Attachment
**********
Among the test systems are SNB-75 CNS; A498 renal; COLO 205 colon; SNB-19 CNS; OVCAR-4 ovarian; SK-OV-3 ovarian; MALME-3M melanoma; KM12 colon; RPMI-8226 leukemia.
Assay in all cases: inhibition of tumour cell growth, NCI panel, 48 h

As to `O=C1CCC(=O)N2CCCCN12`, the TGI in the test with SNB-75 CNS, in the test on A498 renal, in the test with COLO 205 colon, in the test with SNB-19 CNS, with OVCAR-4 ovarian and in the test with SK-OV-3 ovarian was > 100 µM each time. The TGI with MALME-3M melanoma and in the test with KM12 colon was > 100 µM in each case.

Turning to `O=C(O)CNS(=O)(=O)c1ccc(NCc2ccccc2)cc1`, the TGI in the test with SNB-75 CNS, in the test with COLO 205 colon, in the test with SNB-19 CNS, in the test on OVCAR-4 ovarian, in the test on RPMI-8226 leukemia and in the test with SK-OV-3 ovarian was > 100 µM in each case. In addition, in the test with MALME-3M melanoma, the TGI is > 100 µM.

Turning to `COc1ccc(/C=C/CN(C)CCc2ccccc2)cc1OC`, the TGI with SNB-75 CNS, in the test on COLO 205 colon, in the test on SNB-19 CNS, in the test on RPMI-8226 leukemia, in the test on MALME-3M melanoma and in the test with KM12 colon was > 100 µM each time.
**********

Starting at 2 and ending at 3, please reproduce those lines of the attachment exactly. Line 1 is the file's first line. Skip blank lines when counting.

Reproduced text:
Assay in all cases: inhibition of tumour cell growth, NCI panel, 48 h

As to `O=C1CCC(=O)N2CCCCN12`, the TGI in the test with SNB-75 CNS, in the test on A498 renal, in the test with COLO 205 colon, in the test with SNB-19 CNS, with OVCAR-4 ovarian and in the test with SK-OV-3 ovarian was > 100 µM each time. The TGI with MALME-3M melanoma and in the test with KM12 colon was > 100 µM in each case.